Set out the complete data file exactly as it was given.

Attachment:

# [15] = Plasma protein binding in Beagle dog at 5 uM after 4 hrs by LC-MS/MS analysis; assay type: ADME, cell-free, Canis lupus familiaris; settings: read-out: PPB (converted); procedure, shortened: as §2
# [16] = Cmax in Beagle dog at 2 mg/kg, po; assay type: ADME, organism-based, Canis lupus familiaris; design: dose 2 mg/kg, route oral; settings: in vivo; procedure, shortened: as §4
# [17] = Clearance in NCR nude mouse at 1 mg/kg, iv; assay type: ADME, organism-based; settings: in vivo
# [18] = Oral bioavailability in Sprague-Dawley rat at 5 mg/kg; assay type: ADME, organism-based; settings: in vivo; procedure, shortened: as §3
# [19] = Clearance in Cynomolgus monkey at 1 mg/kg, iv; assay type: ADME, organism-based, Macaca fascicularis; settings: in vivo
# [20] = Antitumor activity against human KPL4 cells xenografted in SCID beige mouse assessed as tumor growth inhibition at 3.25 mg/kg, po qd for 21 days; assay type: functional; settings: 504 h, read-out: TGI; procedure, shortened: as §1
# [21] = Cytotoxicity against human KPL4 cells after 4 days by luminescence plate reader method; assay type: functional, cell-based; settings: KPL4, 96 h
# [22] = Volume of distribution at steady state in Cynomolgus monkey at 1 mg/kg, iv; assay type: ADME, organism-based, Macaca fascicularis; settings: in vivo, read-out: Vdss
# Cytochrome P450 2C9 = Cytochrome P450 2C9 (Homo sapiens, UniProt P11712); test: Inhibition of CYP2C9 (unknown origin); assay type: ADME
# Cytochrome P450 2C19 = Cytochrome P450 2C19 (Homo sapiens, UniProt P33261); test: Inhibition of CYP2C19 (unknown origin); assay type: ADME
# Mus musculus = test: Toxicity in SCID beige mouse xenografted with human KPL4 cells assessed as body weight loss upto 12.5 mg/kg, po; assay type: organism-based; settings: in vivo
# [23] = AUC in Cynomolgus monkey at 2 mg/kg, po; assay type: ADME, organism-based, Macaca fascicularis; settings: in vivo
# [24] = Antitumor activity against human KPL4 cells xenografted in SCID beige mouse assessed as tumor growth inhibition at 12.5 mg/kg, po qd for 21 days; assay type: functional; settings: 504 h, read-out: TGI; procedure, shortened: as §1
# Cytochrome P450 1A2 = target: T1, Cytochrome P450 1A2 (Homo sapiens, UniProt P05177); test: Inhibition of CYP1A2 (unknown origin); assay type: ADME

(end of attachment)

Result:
# [15] = Plasma protein binding in Beagle dog at 5 uM after 4 hrs by LC-MS/MS analysis; assay type: ADME, cell-free, Canis lupus familiaris; settings: read-out: PPB (converted); procedure, shortened: as §2
# [16] = Cmax in Beagle dog at 2 mg/kg, po; assay type: ADME, organism-based, Canis lupus familiaris; design: dose 2 mg/kg, route oral; settings: in vivo; procedure, shortened: as §4
# [17] = Clearance in NCR nude mouse at 1 mg/kg, iv; assay type: ADME, organism-based; settings: in vivo
# [18] = Oral bioavailability in Sprague-Dawley rat at 5 mg/kg; assay type: ADME, organism-based; settings: in vivo; procedure, shortened: as §3
# [19] = Clearance in Cynomolgus monkey at 1 mg/kg, iv; assay type: ADME, organism-based, Macaca fascicularis; settings: in vivo
# [20] = Antitumor activity against human KPL4 cells xenografted in SCID beige mouse assessed as tumor growth inhibition at 3.25 mg/kg, po qd for 21 days; assay type: functional; settings: 504 h, read-out: TGI; procedure, shortened: as §1
# [21] = Cytotoxicity against human KPL4 cells after 4 days by luminescence plate reader method; assay type: functional, cell-based; settings: KPL4, 96 h
# [22] = Volume of distribution at steady state in Cynomolgus monkey at 1 mg/kg, iv; assay type: ADME, organism-based, Macaca fascicularis; settings: in vivo, read-out: Vdss
# Cytochrome P450 2C9 = Cytochrome P450 2C9 (Homo sapiens, UniProt P11712); test: Inhibition of CYP2C9 (unknown origin); assay type: ADME
# Cytochrome P450 2C19 = Cytochrome P450 2C19 (Homo sapiens, UniProt P33261); test: Inhibition of CYP2C19 (unknown origin); assay type: ADME
# Mus musculus = test: Toxicity in SCID beige mouse xenografted with human KPL4 cells assessed as body weight loss upto 12.5 mg/kg, po; assay type: organism-based; settings: in vivo
# [23] = AUC in Cynomolgus monkey at 2 mg/kg, po; assay type: ADME, organism-based, Macaca fascicularis; settings: in vivo
# [24] = Antitumor activity against human KPL4 cells xenografted in SCID beige mouse assessed as tumor growth inhibition at 12.5 mg/kg, po qd for 21 days; assay type: functional; settings: 504 h, read-out: TGI; procedure, shortened: as §1
# Cytochrome P450 1A2 = target: T1, Cytochrome P450 1A2 (Homo sapiens, UniProt P05177); test: Inhibition of CYP1A2 (unknown origin); assay type: ADME